Trek Conduit + test ride

Corey

New Member
I have been in the market for an e-bike and thought I was settling on a hub drive. Tonight I just happened to be waiting to meet up with a friend and there was a bike shop on the corner. Decided to go in and look around while I waited. I wasn't interested in anything, but happened to see a Trek Conduit+. I have not seen one, knew nothing about one, nor knew anything about the Shimano stEp except the few articles mentioning it along with bosch, brose, and yamaha etc.

The guys in the shop threw me a helmet and a few instructions, and let me go without a care. Of course I got lost, but in a section of the city that had a little of everything. To make a long story short, I thought the bike was very good. The control system was very simple, three modes, bike freewheeled (coasted) quite well and was comfortable. The LCD was clear and uncluttered with the assist buttons about as simple as you could want.

The Shimano system was smooth, the assist level even yet noticeable between levels but not shockingly so. The components are Deore, and never can tell which level of hydro brakes are involved (315, 415, 515 blah, blah). The bike reminds me of a Haibike Trekking, and Felt I rode but with a 28mph Shimano. The bike was well balanced and noticeable lighter than rear hub bikes I've ridden.

Fenders were nice and frame had braze ons for other stuff. No one was sure of the exact specs for battery and motor, website even seems light on that information. The lights were for being seen, but definitely not sufficient for personal lighting during a commute. I have to say it was worth another look in the next few days if the weather holds out. I thought the drive system was nosier than any other mid drive systems I've ridden, but I wonder if thats a big factor in the long run. It does use a larger chainring vs the Bosch which seems to be a good thing for the chain wear. I like the quiet drives, but this was interesting enough to make me want to take another ride.

Cheers, Corey
 

GregS

New Member
I never got a chance to ride one but I had my eye on it last month. The shop I visited suggested I place a $500 deposit to order it so I could take a test ride -- not happening. I did get a chance to ride the Lift+ and the XM700 which were very nice. The Lift+ also has the STEP system and is more of a easy riding cruiser type bike. The XM700 had the Bosch drive and is the high end model. I like the STEPS system that Shimano has on other bikes I rode like the Raleigh and the Canondale, too. The Conduit looks to be a really nice set-up for an urban commuter.
 

Corey

New Member
I went back for another test ride during the day to evaluate my first experience. I once again thought the bike was well put together and the step system smooth and easy to manipulate with the controls. Lots of good information on the lcd display that was easily found without much instruction. I did realize that it was limited to 20 mph on the assist function. Riding in the daylight did give me a little more information than my first dusk ride. I will say the noise from the shimano system was less noticeable than my first ride impressions.

I did have a few issues, which I will mention. After a long, winding, up and down ride I was coming back to the shop and decided to take a rather steep 4 block climb on the way back and the system hesitated several times during the climb. Almost acted like it the motor shut off for a split second. I was doing about 14 mph so I don't think it was the speed limiter. I wondered if it was sensing a gear change and doing a momentary power off to allow a change of gears. Not sure if I was changing gears the first time it happened, but several times after that the same hesitation occurred when I was only pedaling. Once I reached the top and resumed pedaling on the flat I never noticed the hesitation again. I mentioned it to the shop, but got no response as to what may have happened.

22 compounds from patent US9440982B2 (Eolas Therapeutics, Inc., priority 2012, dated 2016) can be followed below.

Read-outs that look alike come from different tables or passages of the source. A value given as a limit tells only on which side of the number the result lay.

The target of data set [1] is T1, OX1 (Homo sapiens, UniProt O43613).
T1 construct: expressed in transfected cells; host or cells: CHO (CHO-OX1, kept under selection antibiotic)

I still liked the bike overall, but was dismayed at the hesitation. The shop indicated they stopped selling hub motor bikes due to the problems of breaking spokes. Unfortunately I am trying to test ride all styles and the specialized was near the top of my list, so now I don't know which way to turn. They did not have a 700+ in stock, and I've ridden several Bosch systems but none with the 28mph limit.
 

GregS

New Member
hmmm. If it happened on the climb maybe it was the sensors or motor "informing" you that it was an optimum time for a downshift. Kind of like when a motor chugs or bogs down when a driver is in third gear from a dead stop/start with a manual transmission....? Would an electric motor bog down or respond that way under stress in an uphill climb? It's not clear if the hesitation occurred on a flat level road. I don't know if that theory is plausible but seems like it's possible.
 

JoePah

Well-Known Member
Corey those are good observations. Hope you provided feedback to the bike shop.

I suspect that you overloaded the battery and the BMS cut out due to high amperage load.. The solution would be to downshift to reduce speed and load.

Trek is among the best of mass produced bicycles for the USA, and they will get this eBike design right.

I'd wait a year before buying a Trek eBike. There will be many improvements after a year of feedback and maintenance issues.
 

Corey

New Member
Interesting, I hadn't thought of an overload situation, but again I have not done a lot of hard hill climbs on e-bikes so not sure what to expect. I didn't feel like I needed a downshift, but like I said I don't have a lot of experience with Ebike climbs, mostly long gradual grades. On that note does this type of hesitation happen when climbing, and may it happen when out of the saddle? Long time road and mtb rider but still have a lot to learn from everyone about these different systems. Overall I liked the shimano, but then again I've only got the Bosch to compare it to at this point, no impulse systems ridden to date.